Operating out of a small space on Fairfax, the nightclub Largo quickly became more a legend than a venue. Intimate and loose, part of the appeal of Largo is that you literally never knew (I only use the past tense as the club has moved from its Fairfax location to a larger venue on La Cienega in the past month) what, or who might turn up. Largo's where Jack Black and Kyle Gass did some of their earliest work as Tenacious D; Jackson Browne's dropped in to sing a few songs. John C. Reilly has hosted casual, extemporaneous chat shows there; composer Jon Brion (best known for his work on Paul Thomas Anderson's Magnolia and Punch-Drunk Love) has held shows where he alternates constructing songs out of intricately arranged loops of instrumental figures he records live and composes and conducts on-stage with spirited cover versions of requests shouted out from the audience.
Co-directed by Largo manager and co-owner Mark Flanagan and Andrew van Baal, Largo recreates the Largo experience; loose, smart, random and unique. Mixing concert musical performances with snippets of comedy, the final film makes you feel like you've been to Largo, even as the more elegant notes in the black-and-white composition and the vignettes of the club's rhythm and tempo between the acts make it abundantly clear you're watching a film that was constructed and not just a tape that was turned on.
And the comedy and music sit uneasily together in Largo, until you relax into thinking of the laughs as palate-cleansers between the pathos and intensity of the musical performances; as Flanagan himself explained at the film's LAFF premiere, when he and van Wall looked at the music clips in their entirety, " ... that was a lot of sadness." And so you get moments of comedy as well-polished as a Greg Proops riff on George W. Bush or Sarah Silverman goring Kaballah as she mock-praises what it's done for her ("I just feel so much better ... than you.") But you also get moments as bizarre and spontaneous as Zach Galifianakis reacting to a flubbed gag by lunging out the door and dragging two passers-by onstage for an impromptu interview, or Fred Armisen doing Saddam Hussein as a garrulous British-accented ageing rocker on a solo tour. Some of the clips are too short -- Paul F. Tomkins only gets to utter two sentences -- while other spoken-word bits, like John C. Reilly dishing dirt on Burt Reynolds's acting process during Boogie Nights, are entirely captivating.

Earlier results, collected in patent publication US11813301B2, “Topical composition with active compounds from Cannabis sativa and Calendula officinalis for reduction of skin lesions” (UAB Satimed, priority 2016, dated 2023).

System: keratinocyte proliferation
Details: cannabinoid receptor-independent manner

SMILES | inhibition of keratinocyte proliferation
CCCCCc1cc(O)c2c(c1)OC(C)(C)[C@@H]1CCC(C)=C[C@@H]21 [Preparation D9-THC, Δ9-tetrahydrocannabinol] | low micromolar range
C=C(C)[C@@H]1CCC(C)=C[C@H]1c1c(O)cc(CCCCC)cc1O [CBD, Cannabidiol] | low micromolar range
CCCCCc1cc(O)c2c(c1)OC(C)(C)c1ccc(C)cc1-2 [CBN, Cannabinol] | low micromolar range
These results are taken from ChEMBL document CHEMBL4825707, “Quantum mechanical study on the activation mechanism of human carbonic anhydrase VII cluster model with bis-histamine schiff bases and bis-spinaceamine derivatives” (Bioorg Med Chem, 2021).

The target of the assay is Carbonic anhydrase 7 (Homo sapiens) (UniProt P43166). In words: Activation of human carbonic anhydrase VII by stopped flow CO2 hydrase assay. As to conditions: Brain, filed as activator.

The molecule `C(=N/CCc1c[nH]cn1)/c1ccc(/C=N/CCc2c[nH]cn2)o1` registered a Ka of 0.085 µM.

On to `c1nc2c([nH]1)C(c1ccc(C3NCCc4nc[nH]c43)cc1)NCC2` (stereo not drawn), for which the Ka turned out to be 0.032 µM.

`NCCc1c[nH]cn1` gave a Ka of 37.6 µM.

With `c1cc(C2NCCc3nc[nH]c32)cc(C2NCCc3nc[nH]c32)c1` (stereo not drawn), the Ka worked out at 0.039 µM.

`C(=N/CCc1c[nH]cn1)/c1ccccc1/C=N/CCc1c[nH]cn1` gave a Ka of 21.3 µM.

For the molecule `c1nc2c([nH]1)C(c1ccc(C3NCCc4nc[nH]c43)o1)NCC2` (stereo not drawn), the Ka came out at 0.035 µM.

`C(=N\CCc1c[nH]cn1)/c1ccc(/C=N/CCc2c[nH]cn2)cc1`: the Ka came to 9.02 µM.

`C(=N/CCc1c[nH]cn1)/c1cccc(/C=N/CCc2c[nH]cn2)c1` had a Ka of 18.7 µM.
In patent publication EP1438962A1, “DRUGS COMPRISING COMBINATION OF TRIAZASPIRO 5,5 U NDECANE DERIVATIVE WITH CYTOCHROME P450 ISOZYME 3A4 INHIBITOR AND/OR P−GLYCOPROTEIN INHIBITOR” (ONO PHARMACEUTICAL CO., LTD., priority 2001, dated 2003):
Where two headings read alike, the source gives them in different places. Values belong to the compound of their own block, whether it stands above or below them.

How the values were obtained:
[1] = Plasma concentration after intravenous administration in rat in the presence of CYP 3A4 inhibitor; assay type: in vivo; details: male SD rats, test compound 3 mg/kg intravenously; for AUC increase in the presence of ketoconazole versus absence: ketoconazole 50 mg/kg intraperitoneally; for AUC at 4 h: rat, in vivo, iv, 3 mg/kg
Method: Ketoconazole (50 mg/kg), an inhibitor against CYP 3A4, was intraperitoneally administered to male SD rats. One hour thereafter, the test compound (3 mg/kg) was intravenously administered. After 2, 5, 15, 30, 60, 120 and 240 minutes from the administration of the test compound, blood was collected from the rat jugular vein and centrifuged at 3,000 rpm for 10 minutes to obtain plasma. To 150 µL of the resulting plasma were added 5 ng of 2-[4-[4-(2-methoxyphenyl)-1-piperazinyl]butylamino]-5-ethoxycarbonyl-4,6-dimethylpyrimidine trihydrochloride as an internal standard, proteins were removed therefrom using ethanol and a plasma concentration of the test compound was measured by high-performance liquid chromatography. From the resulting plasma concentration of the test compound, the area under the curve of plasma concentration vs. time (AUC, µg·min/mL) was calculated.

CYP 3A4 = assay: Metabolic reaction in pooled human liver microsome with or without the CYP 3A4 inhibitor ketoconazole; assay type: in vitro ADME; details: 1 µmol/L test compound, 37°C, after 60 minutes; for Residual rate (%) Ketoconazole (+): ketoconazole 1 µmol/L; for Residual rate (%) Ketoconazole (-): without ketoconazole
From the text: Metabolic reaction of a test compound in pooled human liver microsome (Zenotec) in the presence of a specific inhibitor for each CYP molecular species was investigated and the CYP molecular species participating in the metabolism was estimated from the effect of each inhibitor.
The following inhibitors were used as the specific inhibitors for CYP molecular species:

But as good as the comedy is (and some of it is very good), the music is what makes Largo worth watching. Fiona Apple sings in her hushed, feral voice; Jon Brion conducts one of his grand and fractured experiments. Colin Hay and Bic Runga perform intimate versions of intimate songs, and David Garza leads a sprawling band in a shambling, sprawling elliptical epic. Other performances range from the old-fashioned bluegrass of Nickel Creek to the high-tech frippery of Bobb Bruno, who crafts soundscapes out of ephemera live, onstage, clad in a big blue bear suit. Grant-Lee Phillips leads a raucous show-closer, and we also get contributions from the first couple of Largo cool, Michael Penn and Aimee Mann.
There are other performers, from Jackson Browne to Andrew Bird, and while part of me wished for identifying supertitles on-screen during the music so I could identify the acts I couldn't recognize as they were playing, I couldn't help but think the stripped-down bare-bones performance was just an extension of the Largo club's rabidly enforced "No Cell Phones" policy; a subtitle identifying Bic Runga or David Garza for the uninitiated would just mean you had something to think about other than their performance, and perhaps you might rather simply enjoy those moments, in those moments, for what they are. Largo isn't a bold manifesto or a zeitgeist-capturing document; it's more relaxed than that. This is our club; these are some of the people who've played here; this is what it would be like if you came, although it would probably be different. It would be easy to dismiss Largo as indulgent -- the film comes close to feeling like the hipster equivalent of 'Hey, let's put on a show'! -- but for the facts that everyone featured is so good at what they do and that, as Flanagan explained at the premiere, any and all proceeds from the film will be going to autism research. Essentially, you get the sense that Flanagan wanted to capture his club just so he could; the fact we get to see that play out on-screen in Largo is our good fortune.